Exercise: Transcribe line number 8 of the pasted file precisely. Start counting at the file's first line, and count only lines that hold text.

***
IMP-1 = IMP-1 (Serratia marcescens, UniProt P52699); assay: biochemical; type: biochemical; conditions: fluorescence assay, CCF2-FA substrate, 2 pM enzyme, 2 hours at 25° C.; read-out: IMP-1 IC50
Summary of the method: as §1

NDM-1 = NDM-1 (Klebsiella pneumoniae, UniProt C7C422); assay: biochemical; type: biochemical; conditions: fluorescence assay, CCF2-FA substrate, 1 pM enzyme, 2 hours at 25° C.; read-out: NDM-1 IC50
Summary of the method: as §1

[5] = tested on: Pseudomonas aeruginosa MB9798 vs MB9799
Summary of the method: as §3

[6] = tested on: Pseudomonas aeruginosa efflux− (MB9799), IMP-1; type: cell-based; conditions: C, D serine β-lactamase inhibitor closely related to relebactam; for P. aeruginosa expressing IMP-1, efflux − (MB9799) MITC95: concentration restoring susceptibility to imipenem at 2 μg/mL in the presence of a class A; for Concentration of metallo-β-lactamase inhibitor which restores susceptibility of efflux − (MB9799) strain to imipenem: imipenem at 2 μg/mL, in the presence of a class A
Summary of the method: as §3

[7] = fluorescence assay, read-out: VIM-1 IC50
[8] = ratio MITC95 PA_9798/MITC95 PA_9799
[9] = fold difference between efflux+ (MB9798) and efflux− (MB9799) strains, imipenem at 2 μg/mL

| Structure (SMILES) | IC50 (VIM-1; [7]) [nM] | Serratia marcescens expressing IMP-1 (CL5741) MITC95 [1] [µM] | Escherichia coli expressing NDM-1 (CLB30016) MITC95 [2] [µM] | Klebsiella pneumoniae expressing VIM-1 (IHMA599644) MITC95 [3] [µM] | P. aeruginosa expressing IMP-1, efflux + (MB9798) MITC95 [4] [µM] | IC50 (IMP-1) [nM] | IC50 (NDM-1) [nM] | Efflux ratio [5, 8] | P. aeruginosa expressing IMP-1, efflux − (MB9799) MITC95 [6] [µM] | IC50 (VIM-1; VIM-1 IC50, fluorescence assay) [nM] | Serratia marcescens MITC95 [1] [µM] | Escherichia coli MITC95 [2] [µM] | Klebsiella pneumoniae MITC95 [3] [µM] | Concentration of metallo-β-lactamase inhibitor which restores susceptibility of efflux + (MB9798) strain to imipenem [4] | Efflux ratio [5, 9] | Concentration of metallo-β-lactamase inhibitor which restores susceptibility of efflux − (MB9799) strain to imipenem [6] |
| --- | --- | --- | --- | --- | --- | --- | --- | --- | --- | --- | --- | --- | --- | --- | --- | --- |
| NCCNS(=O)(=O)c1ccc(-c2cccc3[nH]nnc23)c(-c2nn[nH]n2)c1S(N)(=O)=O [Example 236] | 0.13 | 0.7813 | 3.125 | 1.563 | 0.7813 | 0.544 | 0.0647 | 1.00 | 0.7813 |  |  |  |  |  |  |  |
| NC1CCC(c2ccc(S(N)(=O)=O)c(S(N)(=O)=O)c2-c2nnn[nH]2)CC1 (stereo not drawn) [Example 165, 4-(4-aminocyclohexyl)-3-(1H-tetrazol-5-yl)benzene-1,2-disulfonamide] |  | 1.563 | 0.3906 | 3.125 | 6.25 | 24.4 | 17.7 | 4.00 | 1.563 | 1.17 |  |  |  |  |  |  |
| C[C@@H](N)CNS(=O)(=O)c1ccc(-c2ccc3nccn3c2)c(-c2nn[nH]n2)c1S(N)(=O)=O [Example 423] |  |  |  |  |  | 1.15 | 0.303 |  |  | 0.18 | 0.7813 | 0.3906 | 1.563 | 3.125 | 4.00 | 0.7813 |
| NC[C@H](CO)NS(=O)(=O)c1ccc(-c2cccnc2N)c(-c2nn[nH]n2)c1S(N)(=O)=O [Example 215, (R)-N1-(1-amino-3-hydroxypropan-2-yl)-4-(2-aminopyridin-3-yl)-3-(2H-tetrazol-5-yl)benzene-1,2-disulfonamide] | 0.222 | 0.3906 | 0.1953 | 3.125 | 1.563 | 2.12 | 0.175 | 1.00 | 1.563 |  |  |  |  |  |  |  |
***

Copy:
Summary of the method: as §3